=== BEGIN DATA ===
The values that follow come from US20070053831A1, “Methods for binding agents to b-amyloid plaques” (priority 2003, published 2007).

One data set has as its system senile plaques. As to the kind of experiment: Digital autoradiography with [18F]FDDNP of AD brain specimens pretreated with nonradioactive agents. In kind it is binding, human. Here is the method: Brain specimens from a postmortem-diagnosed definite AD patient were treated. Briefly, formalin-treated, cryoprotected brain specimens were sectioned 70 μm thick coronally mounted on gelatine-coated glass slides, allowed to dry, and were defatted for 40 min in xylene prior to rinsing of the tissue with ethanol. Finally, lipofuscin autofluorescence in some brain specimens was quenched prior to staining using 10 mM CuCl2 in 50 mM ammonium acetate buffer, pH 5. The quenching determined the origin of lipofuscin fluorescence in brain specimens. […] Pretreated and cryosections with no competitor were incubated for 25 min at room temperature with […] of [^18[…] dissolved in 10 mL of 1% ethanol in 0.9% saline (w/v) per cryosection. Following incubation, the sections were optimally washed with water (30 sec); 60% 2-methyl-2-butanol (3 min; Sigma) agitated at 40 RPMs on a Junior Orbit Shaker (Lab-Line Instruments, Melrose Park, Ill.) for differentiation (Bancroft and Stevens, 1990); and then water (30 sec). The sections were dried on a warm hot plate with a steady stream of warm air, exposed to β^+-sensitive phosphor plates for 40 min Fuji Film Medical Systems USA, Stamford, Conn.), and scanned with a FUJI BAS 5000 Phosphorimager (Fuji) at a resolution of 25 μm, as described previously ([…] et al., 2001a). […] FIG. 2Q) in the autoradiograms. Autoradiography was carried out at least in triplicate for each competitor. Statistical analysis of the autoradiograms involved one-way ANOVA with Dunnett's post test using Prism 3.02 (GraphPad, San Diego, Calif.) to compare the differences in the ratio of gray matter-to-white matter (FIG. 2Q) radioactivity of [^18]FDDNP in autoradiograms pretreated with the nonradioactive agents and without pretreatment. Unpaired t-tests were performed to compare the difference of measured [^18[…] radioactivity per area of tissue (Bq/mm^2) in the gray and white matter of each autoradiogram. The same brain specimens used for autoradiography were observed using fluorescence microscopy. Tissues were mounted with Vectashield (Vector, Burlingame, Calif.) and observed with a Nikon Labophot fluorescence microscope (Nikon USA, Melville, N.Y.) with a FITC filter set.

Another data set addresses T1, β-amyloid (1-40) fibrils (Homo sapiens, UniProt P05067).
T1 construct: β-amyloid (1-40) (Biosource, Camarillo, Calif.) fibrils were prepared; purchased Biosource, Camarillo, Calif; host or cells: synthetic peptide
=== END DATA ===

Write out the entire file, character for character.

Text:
The values that follow come from US20070053831A1, “Methods for binding agents to b-amyloid plaques” (priority 2003, published 2007).

One data set has as its system senile plaques. As to the kind of experiment: Digital autoradiography with [18F]FDDNP of AD brain specimens pretreated with nonradioactive agents. In kind it is binding, human. Here is the method: Brain specimens from a postmortem-diagnosed definite AD patient were treated. Briefly, formalin-treated, cryoprotected brain specimens were sectioned 70 μm thick coronally mounted on gelatine-coated glass slides, allowed to dry, and were defatted for 40 min in xylene prior to rinsing of the tissue with ethanol. Finally, lipofuscin autofluorescence in some brain specimens was quenched prior to staining using 10 mM CuCl2 in 50 mM ammonium acetate buffer, pH 5. The quenching determined the origin of lipofuscin fluorescence in brain specimens. […] Pretreated and cryosections with no competitor were incubated for 25 min at room temperature with […] of [^18[…] dissolved in 10 mL of 1% ethanol in 0.9% saline (w/v) per cryosection. Following incubation, the sections were optimally washed with water (30 sec); 60% 2-methyl-2-butanol (3 min; Sigma) agitated at 40 RPMs on a Junior Orbit Shaker (Lab-Line Instruments, Melrose Park, Ill.) for differentiation (Bancroft and Stevens, 1990); and then water (30 sec). The sections were dried on a warm hot plate with a steady stream of warm air, exposed to β^+-sensitive phosphor plates for 40 min Fuji Film Medical Systems USA, Stamford, Conn.), and scanned with a FUJI BAS 5000 Phosphorimager (Fuji) at a resolution of 25 μm, as described previously ([…] et al., 2001a). […] FIG. 2Q) in the autoradiograms. Autoradiography was carried out at least in triplicate for each competitor. Statistical analysis of the autoradiograms involved one-way ANOVA with Dunnett's post test using Prism 3.02 (GraphPad, San Diego, Calif.) to compare the differences in the ratio of gray matter-to-white matter (FIG. 2Q) radioactivity of [^18]FDDNP in autoradiograms pretreated with the nonradioactive agents and without pretreatment. Unpaired t-tests were performed to compare the difference of measured [^18[…] radioactivity per area of tissue (Bq/mm^2) in the gray and white matter of each autoradiogram. The same brain specimens used for autoradiography were observed using fluorescence microscopy. Tissues were mounted with Vectashield (Vector, Burlingame, Calif.) and observed with a Nikon Labophot fluorescence microscope (Nikon USA, Melville, N.Y.) with a FITC filter set.

Another data set addresses T1, β-amyloid (1-40) fibrils (Homo sapiens, UniProt P05067).
T1 construct: β-amyloid (1-40) (Biosource, Camarillo, Calif.) fibrils were prepared; purchased Biosource, Camarillo, Calif; host or cells: synthetic peptide